What can I do if Bittorrent gets throttled or blocked

Martin Brinkmann
Aug 28, 2007
Updated • Jul 30, 2013
File Sharing, Internet

It is important to know what to do if your Internet Service Provider decides to throttle or block certain ports that are used by applications that use the Bittorrent protocol. Comcast recently started using an application called Sandvine which uses a new way to throttle or block traffic.

Sandvine uses something that is called session management which basically limits the number of open connections on your computer without caring about ports and protocols for instance.

This means that the old 'If they block port 6881 I simply use another one" game does not work anymore and even encrypting your bittorrent traffic will not have a positive effect on the amount of connections allowed. This means that your only choice in this matter is to reduce the number of open connections at any given time to a value that lies below Sandvine's limit.

I think we all agree that this is not the most user friendly behavior considering that it effects all Bittorrent users not only those that download the latest movies, music and games.

There are however a few possibilities that I would like to outline to avoid Sandvine and use Bittorrent as usual.

1. Switch to another ISP

This is not easy. I hate switching Internet Service Providers because it could mean that I would have to be without Internet for some time. It could also mean that I would have to pay more or get less for the same amount of money. I would for instance only go back to ISDN if I would have no other choice.

You should definitely search for the ISP name plus a set of keywords such as Bittorrent, traffic shaping, port blocking to make sure that the new ISP is not using Sandvine or similar applications as well.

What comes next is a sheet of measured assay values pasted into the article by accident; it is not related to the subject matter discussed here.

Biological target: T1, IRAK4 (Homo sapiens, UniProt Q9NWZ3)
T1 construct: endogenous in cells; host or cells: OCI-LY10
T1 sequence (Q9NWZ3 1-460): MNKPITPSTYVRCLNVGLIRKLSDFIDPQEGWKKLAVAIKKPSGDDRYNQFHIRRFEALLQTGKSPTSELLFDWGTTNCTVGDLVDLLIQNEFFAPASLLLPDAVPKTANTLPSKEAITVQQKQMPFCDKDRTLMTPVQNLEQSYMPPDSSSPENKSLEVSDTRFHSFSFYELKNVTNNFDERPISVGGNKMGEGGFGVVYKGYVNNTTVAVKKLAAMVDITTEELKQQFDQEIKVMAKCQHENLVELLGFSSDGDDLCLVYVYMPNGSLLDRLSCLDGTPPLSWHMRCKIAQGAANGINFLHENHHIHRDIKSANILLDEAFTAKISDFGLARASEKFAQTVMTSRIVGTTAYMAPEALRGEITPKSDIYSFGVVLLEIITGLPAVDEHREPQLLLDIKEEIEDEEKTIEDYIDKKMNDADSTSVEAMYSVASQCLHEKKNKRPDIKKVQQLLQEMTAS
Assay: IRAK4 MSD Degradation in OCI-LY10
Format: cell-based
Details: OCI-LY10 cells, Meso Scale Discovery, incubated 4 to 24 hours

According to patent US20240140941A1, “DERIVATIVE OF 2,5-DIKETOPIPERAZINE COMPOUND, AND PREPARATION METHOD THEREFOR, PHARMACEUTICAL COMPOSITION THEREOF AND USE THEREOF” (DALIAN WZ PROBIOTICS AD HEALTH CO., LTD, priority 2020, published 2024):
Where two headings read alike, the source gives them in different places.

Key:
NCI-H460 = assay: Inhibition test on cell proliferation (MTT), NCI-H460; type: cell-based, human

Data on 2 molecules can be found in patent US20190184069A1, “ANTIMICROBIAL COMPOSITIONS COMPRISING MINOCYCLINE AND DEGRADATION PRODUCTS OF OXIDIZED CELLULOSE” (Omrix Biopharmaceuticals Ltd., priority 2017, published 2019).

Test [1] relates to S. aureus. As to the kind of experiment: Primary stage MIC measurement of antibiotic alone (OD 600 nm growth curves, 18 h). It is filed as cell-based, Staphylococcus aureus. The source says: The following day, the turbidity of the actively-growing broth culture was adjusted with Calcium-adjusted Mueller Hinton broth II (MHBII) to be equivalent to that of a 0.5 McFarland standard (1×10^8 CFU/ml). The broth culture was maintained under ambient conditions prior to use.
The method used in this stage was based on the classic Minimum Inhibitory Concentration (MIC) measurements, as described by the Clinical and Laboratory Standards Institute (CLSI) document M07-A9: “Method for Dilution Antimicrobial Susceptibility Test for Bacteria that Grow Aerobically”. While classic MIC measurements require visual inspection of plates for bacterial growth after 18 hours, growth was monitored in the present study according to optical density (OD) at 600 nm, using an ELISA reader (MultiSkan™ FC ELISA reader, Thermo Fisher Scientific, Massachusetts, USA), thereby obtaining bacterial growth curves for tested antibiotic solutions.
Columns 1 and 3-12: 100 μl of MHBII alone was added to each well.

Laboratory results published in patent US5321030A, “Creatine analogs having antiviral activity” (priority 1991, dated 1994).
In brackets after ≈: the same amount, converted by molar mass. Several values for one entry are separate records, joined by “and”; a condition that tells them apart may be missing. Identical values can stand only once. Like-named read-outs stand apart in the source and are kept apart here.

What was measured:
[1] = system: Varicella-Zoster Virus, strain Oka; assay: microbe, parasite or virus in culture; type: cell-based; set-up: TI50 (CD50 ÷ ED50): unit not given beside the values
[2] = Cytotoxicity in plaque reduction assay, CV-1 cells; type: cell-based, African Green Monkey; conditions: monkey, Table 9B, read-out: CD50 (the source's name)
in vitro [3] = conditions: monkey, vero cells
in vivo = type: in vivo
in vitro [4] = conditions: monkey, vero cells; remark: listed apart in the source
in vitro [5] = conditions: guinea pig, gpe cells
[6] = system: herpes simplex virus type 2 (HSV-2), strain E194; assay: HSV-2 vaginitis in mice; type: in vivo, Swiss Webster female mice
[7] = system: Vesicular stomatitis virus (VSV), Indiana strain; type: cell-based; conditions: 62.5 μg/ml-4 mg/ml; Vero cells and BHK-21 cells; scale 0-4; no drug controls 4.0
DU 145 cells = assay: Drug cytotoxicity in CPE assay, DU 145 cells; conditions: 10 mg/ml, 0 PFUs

2. Use Relakks

VPN or SSH connections should work but do cost a few dollars a month. The good thing about those services is that you are not only able to avoid traffic shaping like that of Sandvine or other applications but remain completely anonymous in most cases.

This is probably a better way than to switch to another ISP immediately. I would suggest to try it out for a month and see if the speed that you get is sufficient and that it is indeed working as intended against Sandvine and other traffic shapers.

3. Use a remote solution

Instead of downloading or uploading files from your own computer, you may use a remote service or computer for that. It usually costs money to do so, even though there are some solutions that do not charge extra for that. One is Stream Nation, a recently launched service.


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  1. Decent60 said on November 11, 2013 at 7:33 pm

    K-Lite pack MEGA. All you need to know lol If it won’t play with that, then it needed a whole new program to use anyways.

  2. Anonymous said on November 11, 2013 at 10:48 pm

    VLC Player has played just about every file for me. If VLC can’t play it, then the file was probably malicious anyways

    1. Martin Brinkmann said on November 11, 2013 at 10:53 pm

      As I said, VLC should have you covered. But if you use Media Player or something similar, you may like this.

  3. Ron said on November 11, 2013 at 11:39 pm

    Media Player Classic – Home Cinema (MPC-HC) or Media Player Classic – BE (MPC-BE) should be able to play (almost) anything also. MPC-BE is my player of choice. (It also has a small footprint on your hard drive, which is something I always take into consideration when choosing between different programs.)

  4. brian Tran said on November 12, 2013 at 3:28 pm

    love utorrent..

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